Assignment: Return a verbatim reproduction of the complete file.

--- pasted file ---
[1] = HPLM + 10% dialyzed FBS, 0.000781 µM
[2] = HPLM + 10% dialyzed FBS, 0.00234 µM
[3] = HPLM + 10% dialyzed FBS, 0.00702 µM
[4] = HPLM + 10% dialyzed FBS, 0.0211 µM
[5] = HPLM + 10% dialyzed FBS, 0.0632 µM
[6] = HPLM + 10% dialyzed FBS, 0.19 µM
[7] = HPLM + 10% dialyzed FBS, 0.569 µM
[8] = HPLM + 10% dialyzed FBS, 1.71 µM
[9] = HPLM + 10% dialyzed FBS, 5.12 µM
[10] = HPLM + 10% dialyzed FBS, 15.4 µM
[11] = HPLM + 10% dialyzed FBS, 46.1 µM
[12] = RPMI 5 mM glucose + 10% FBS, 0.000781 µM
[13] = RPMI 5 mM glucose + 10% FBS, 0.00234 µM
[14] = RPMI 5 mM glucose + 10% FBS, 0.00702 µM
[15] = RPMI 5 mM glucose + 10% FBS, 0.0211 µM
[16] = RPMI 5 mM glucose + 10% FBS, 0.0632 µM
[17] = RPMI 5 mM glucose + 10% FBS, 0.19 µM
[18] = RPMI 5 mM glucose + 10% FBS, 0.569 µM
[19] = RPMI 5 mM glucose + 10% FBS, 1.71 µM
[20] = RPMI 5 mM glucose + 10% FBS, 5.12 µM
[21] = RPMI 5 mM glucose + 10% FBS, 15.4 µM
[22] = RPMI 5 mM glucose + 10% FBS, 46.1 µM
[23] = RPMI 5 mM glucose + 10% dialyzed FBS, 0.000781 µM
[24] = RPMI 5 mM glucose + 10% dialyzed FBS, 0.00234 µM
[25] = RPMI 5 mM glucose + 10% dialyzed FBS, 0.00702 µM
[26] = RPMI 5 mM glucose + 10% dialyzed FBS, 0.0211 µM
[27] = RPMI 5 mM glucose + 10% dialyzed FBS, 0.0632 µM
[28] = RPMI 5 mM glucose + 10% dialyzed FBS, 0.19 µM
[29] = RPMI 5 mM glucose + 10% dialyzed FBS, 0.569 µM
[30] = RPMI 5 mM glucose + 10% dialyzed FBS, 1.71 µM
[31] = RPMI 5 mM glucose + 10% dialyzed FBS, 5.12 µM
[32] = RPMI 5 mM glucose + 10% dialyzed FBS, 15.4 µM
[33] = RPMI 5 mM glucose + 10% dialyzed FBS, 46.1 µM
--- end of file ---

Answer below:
[1] = HPLM + 10% dialyzed FBS, 0.000781 µM
[2] = HPLM + 10% dialyzed FBS, 0.00234 µM
[3] = HPLM + 10% dialyzed FBS, 0.00702 µM
[4] = HPLM + 10% dialyzed FBS, 0.0211 µM
[5] = HPLM + 10% dialyzed FBS, 0.0632 µM
[6] = HPLM + 10% dialyzed FBS, 0.19 µM
[7] = HPLM + 10% dialyzed FBS, 0.569 µM
[8] = HPLM + 10% dialyzed FBS, 1.71 µM
[9] = HPLM + 10% dialyzed FBS, 5.12 µM
[10] = HPLM + 10% dialyzed FBS, 15.4 µM
[11] = HPLM + 10% dialyzed FBS, 46.1 µM
[12] = RPMI 5 mM glucose + 10% FBS, 0.000781 µM
[13] = RPMI 5 mM glucose + 10% FBS, 0.00234 µM
[14] = RPMI 5 mM glucose + 10% FBS, 0.00702 µM
[15] = RPMI 5 mM glucose + 10% FBS, 0.0211 µM
[16] = RPMI 5 mM glucose + 10% FBS, 0.0632 µM
[17] = RPMI 5 mM glucose + 10% FBS, 0.19 µM
[18] = RPMI 5 mM glucose + 10% FBS, 0.569 µM
[19] = RPMI 5 mM glucose + 10% FBS, 1.71 µM
[20] = RPMI 5 mM glucose + 10% FBS, 5.12 µM
[21] = RPMI 5 mM glucose + 10% FBS, 15.4 µM
[22] = RPMI 5 mM glucose + 10% FBS, 46.1 µM
[23] = RPMI 5 mM glucose + 10% dialyzed FBS, 0.000781 µM
[24] = RPMI 5 mM glucose + 10% dialyzed FBS, 0.00234 µM
[25] = RPMI 5 mM glucose + 10% dialyzed FBS, 0.00702 µM
[26] = RPMI 5 mM glucose + 10% dialyzed FBS, 0.0211 µM
[27] = RPMI 5 mM glucose + 10% dialyzed FBS, 0.0632 µM
[28] = RPMI 5 mM glucose + 10% dialyzed FBS, 0.19 µM
[29] = RPMI 5 mM glucose + 10% dialyzed FBS, 0.569 µM
[30] = RPMI 5 mM glucose + 10% dialyzed FBS, 1.71 µM
[31] = RPMI 5 mM glucose + 10% dialyzed FBS, 5.12 µM
[32] = RPMI 5 mM glucose + 10% dialyzed FBS, 15.4 µM
[33] = RPMI 5 mM glucose + 10% dialyzed FBS, 46.1 µM